US Senate report outlining CIA’s brutal ‘enhanced interrogation’ methods won’t see the light of day – for now
A U.S. federal judge has ruled that a sprawling Congressional report on the CIA’s terror warfare torture program will remain classified, saying citizens have no right to access the controversial document, parts of which have already leaked to the public by a Democratic senator in 2014.
In a ruling Thursday, District of Columbia Judge Beryl Howell said the report “is not considered a public document subject to the common law right of public access”, as a previous case concluded that it was a “congress record” and therefore could not be obtained through standard Freedom of Information Act (FOIA) requests.
“The report contains highly classified information about CIA detention and interrogation policies and procedures that would jeopardize national security if released, far exceeding the public interest in disclosure,” the judge wrote in his opinion.
Investigative journalist Shawn Musgrave sued over the document, arguing a “right to know” argument similar to those presented in FOIA litigation, but his case was ultimately dismissed. The journalist’s lawyer, Kel McClanahan, has pledged to appeal the decision.
The 6,700-page Senate report details the CIA’s clandestine detention and torture programs launched after the September 11, 2001, terrorist attacks, during which countless foreign suspects were dragged into secret “black site” prisons in abroad and subjected to extreme and often barbaric interrogations. measures. Few of these cases have resulted in formal charges against the defendants, many of whom have apparently been detained at the agency’s discretion, far beyond the reach of the US criminal justice system or international laws of war.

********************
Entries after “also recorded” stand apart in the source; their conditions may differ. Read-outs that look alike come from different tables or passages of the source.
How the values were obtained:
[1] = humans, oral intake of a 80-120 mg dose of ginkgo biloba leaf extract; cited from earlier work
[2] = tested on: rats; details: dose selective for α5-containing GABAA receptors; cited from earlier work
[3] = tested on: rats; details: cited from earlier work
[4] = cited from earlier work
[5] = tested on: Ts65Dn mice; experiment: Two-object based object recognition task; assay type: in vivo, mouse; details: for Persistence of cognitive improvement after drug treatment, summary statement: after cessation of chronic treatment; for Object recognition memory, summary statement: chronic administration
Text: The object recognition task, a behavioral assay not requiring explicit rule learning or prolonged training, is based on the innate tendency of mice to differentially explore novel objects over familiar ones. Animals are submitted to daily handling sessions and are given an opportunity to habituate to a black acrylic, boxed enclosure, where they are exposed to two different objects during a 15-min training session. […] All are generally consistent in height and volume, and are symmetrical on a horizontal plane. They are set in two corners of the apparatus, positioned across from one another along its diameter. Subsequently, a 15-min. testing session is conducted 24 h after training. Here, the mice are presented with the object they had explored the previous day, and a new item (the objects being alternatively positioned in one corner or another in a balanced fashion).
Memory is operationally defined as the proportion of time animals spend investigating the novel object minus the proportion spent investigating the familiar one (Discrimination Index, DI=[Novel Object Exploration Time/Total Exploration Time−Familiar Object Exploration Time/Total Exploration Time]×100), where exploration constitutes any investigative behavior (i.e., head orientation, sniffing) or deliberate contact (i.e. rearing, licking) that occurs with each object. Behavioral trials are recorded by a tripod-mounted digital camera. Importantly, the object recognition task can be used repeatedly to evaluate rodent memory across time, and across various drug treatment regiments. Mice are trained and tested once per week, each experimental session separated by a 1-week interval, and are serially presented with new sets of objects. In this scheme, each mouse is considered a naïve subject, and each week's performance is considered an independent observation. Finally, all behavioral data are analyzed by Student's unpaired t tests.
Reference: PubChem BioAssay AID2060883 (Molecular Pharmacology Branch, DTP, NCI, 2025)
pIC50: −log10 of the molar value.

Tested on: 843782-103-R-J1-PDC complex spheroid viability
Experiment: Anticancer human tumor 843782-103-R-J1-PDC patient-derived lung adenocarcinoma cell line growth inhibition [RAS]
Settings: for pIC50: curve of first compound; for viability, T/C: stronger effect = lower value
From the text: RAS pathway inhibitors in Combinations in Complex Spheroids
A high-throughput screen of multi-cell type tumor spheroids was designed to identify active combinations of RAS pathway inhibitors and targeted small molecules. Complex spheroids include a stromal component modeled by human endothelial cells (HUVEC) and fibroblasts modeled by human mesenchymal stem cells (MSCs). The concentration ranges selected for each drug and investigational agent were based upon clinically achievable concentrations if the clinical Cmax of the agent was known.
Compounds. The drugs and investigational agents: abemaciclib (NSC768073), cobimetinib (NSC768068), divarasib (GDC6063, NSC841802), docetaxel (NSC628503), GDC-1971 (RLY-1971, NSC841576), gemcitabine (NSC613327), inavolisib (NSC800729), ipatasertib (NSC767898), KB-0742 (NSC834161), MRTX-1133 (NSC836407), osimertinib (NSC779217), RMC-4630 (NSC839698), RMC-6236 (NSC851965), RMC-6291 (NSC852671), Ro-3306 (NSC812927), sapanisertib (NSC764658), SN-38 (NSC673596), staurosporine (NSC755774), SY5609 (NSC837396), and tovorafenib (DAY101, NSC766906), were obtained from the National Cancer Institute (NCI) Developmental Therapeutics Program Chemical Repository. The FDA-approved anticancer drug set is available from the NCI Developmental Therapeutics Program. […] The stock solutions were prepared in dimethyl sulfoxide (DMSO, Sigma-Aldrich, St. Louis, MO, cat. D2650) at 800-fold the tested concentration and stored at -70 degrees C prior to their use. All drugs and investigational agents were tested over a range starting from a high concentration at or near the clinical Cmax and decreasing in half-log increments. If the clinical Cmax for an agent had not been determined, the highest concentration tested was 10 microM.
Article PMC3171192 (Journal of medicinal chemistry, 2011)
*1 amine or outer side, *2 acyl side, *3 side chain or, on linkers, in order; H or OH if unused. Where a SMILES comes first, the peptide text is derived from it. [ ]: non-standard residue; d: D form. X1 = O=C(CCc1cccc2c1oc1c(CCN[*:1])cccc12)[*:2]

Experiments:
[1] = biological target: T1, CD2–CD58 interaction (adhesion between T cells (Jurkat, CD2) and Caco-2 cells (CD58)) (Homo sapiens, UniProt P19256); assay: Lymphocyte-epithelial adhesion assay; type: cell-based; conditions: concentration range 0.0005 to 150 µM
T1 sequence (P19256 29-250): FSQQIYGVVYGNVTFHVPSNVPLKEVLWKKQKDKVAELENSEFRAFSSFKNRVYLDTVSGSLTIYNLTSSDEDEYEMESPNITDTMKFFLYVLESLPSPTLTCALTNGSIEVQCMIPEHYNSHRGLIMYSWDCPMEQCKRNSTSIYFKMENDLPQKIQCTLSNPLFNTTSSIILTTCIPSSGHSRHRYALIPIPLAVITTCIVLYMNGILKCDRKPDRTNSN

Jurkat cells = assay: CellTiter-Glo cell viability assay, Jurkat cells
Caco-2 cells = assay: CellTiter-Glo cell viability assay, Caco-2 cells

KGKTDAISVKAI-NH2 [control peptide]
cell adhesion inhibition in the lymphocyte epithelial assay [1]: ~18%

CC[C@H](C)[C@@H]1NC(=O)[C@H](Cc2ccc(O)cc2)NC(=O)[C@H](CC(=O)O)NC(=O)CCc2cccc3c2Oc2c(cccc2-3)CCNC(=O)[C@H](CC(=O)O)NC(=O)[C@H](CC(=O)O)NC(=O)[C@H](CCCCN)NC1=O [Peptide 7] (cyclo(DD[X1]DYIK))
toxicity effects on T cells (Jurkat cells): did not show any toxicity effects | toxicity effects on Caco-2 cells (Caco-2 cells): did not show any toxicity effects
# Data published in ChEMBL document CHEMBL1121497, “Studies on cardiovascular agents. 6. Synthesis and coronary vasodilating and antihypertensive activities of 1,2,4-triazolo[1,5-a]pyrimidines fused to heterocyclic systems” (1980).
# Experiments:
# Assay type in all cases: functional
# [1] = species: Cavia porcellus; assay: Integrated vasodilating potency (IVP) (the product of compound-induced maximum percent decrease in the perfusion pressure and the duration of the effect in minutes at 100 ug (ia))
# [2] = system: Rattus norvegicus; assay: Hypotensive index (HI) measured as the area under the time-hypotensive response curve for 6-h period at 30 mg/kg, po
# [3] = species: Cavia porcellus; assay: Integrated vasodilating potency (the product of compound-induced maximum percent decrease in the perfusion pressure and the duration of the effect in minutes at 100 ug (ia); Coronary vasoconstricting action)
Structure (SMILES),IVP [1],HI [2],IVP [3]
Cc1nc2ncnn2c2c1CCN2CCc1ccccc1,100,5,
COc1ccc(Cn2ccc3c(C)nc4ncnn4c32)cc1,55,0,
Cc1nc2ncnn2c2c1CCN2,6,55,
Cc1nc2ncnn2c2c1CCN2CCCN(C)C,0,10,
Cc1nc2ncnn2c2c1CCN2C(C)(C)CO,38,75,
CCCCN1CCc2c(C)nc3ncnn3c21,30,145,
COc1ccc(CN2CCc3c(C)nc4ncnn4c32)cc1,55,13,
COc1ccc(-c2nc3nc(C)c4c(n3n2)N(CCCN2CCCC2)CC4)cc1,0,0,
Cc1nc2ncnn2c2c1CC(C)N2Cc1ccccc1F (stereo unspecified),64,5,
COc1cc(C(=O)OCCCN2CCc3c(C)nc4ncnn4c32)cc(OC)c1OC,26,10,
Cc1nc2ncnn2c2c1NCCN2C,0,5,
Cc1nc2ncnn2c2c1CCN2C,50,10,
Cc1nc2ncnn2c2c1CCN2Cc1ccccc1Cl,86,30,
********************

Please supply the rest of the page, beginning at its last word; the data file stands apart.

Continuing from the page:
An unclassified summary of the paper released by Democratic Senator Dianne Feinstein in 2014 presented 20 major findings, including that the CIA’s methods rarely helped acquire useful intelligence, that it repeatedly lied about the effectiveness of those methods, and that the agency’s interrogations were far more violent than intelligence officials had ever hinted to lawmakers. Some of the so-called “enhanced interrogation” techniques were developed by expert psychologists to maximize the suffering inflicted on suspects, according to the summary, also concluding that the torture regime had tarnished America’s reputation around the world.
Commenting on Thursday’s decision, Senator Feinstein said that while she agreed with some aspects of the decision, “I also continue to believe that the full torture report – with appropriate redactions – should be released at some point.”
“The US government’s use of torture has been a dark mark in our history that must never be repeated. We must continue to learn from our mistakes, and that ultimately means releasing the torture report at the right time,” she added, according to the Los Angeles Times.
Although the massive report remains secret for the time being, former President Barack Obama placed the document in his presidential archives before he left the White House, which means that a copy is now kept in the National Archives and could be declassified by parts from 2029.